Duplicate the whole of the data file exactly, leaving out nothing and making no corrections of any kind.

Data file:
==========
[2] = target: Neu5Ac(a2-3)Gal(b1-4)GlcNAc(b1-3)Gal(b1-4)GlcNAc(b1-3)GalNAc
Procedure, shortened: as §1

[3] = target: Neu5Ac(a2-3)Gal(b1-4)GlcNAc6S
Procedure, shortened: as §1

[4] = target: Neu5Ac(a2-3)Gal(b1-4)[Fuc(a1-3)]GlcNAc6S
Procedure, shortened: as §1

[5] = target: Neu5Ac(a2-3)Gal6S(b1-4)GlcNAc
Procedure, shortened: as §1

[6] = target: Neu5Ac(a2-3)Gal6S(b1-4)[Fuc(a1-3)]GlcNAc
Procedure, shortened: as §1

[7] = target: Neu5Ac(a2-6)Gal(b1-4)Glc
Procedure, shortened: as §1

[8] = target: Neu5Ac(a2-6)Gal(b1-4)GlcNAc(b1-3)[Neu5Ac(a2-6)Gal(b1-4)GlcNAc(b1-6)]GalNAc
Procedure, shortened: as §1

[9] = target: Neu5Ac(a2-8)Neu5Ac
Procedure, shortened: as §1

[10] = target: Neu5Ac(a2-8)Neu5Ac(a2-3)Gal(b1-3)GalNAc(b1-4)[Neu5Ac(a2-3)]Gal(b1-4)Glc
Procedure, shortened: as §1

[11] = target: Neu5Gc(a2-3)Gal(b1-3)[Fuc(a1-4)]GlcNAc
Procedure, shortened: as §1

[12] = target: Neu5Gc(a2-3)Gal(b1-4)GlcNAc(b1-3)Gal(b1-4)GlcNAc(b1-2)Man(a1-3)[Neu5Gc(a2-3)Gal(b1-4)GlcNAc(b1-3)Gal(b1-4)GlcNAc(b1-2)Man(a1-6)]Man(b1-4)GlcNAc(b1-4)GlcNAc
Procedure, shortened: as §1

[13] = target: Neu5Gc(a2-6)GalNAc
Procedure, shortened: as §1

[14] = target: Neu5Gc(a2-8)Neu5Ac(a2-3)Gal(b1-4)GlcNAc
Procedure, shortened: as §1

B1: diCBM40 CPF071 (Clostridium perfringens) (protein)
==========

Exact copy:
[2] = target: Neu5Ac(a2-3)Gal(b1-4)GlcNAc(b1-3)Gal(b1-4)GlcNAc(b1-3)GalNAc
Procedure, shortened: as §1

[3] = target: Neu5Ac(a2-3)Gal(b1-4)GlcNAc6S
Procedure, shortened: as §1

[4] = target: Neu5Ac(a2-3)Gal(b1-4)[Fuc(a1-3)]GlcNAc6S
Procedure, shortened: as §1

[5] = target: Neu5Ac(a2-3)Gal6S(b1-4)GlcNAc
Procedure, shortened: as §1

[6] = target: Neu5Ac(a2-3)Gal6S(b1-4)[Fuc(a1-3)]GlcNAc
Procedure, shortened: as §1

[7] = target: Neu5Ac(a2-6)Gal(b1-4)Glc
Procedure, shortened: as §1

[8] = target: Neu5Ac(a2-6)Gal(b1-4)GlcNAc(b1-3)[Neu5Ac(a2-6)Gal(b1-4)GlcNAc(b1-6)]GalNAc
Procedure, shortened: as §1

[9] = target: Neu5Ac(a2-8)Neu5Ac
Procedure, shortened: as §1

[10] = target: Neu5Ac(a2-8)Neu5Ac(a2-3)Gal(b1-3)GalNAc(b1-4)[Neu5Ac(a2-3)]Gal(b1-4)Glc
Procedure, shortened: as §1

[11] = target: Neu5Gc(a2-3)Gal(b1-3)[Fuc(a1-4)]GlcNAc
Procedure, shortened: as §1

[12] = target: Neu5Gc(a2-3)Gal(b1-4)GlcNAc(b1-3)Gal(b1-4)GlcNAc(b1-2)Man(a1-3)[Neu5Gc(a2-3)Gal(b1-4)GlcNAc(b1-3)Gal(b1-4)GlcNAc(b1-2)Man(a1-6)]Man(b1-4)GlcNAc(b1-4)GlcNAc
Procedure, shortened: as §1

[13] = target: Neu5Gc(a2-6)GalNAc
Procedure, shortened: as §1

[14] = target: Neu5Gc(a2-8)Neu5Ac(a2-3)Gal(b1-4)GlcNAc
Procedure, shortened: as §1

B1: diCBM40 CPF071 (Clostridium perfringens) (protein)